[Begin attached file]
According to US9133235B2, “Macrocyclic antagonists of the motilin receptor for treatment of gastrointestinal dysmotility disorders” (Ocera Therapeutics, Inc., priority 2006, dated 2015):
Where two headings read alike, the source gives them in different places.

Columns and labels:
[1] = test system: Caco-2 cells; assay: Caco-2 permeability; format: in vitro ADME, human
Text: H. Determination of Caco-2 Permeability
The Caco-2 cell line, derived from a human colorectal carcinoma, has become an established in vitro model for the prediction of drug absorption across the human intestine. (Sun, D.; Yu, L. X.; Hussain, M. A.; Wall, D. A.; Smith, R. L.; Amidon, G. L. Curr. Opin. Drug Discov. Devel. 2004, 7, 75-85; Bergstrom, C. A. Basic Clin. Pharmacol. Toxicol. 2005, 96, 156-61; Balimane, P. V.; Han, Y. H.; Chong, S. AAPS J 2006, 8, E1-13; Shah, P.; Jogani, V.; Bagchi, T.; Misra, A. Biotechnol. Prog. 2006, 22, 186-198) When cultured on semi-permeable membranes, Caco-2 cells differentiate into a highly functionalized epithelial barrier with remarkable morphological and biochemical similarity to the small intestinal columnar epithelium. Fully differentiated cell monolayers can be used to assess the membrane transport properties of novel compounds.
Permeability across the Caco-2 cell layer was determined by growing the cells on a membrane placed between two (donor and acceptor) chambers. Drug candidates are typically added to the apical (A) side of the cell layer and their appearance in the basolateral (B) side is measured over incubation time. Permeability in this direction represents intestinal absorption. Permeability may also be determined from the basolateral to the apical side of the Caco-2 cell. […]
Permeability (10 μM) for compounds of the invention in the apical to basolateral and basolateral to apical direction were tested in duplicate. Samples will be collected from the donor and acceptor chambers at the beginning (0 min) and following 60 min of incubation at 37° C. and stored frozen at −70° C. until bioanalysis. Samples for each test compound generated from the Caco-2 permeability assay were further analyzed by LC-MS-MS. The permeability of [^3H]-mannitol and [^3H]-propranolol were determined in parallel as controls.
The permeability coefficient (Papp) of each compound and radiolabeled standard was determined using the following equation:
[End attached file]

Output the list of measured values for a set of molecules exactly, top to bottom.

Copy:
According to US9133235B2, “Macrocyclic antagonists of the motilin receptor for treatment of gastrointestinal dysmotility disorders” (Ocera Therapeutics, Inc., priority 2006, dated 2015):
Where two headings read alike, the source gives them in different places.

Columns and labels:
[1] = test system: Caco-2 cells; assay: Caco-2 permeability; format: in vitro ADME, human
Text: H. Determination of Caco-2 Permeability
The Caco-2 cell line, derived from a human colorectal carcinoma, has become an established in vitro model for the prediction of drug absorption across the human intestine. (Sun, D.; Yu, L. X.; Hussain, M. A.; Wall, D. A.; Smith, R. L.; Amidon, G. L. Curr. Opin. Drug Discov. Devel. 2004, 7, 75-85; Bergstrom, C. A. Basic Clin. Pharmacol. Toxicol. 2005, 96, 156-61; Balimane, P. V.; Han, Y. H.; Chong, S. AAPS J 2006, 8, E1-13; Shah, P.; Jogani, V.; Bagchi, T.; Misra, A. Biotechnol. Prog. 2006, 22, 186-198) When cultured on semi-permeable membranes, Caco-2 cells differentiate into a highly functionalized epithelial barrier with remarkable morphological and biochemical similarity to the small intestinal columnar epithelium. Fully differentiated cell monolayers can be used to assess the membrane transport properties of novel compounds.
Permeability across the Caco-2 cell layer was determined by growing the cells on a membrane placed between two (donor and acceptor) chambers. Drug candidates are typically added to the apical (A) side of the cell layer and their appearance in the basolateral (B) side is measured over incubation time. Permeability in this direction represents intestinal absorption. Permeability may also be determined from the basolateral to the apical side of the Caco-2 cell. […]
Permeability (10 μM) for compounds of the invention in the apical to basolateral and basolateral to apical direction were tested in duplicate. Samples will be collected from the donor and acceptor chambers at the beginning (0 min) and following 60 min of incubation at 37° C. and stored frozen at −70° C. until bioanalysis. Samples for each test compound generated from the Caco-2 permeability assay were further analyzed by LC-MS-MS. The permeability of [^3H]-mannitol and [^3H]-propranolol were determined in parallel as controls.
The permeability coefficient (Papp) of each compound and radiolabeled standard was determined using the following equation: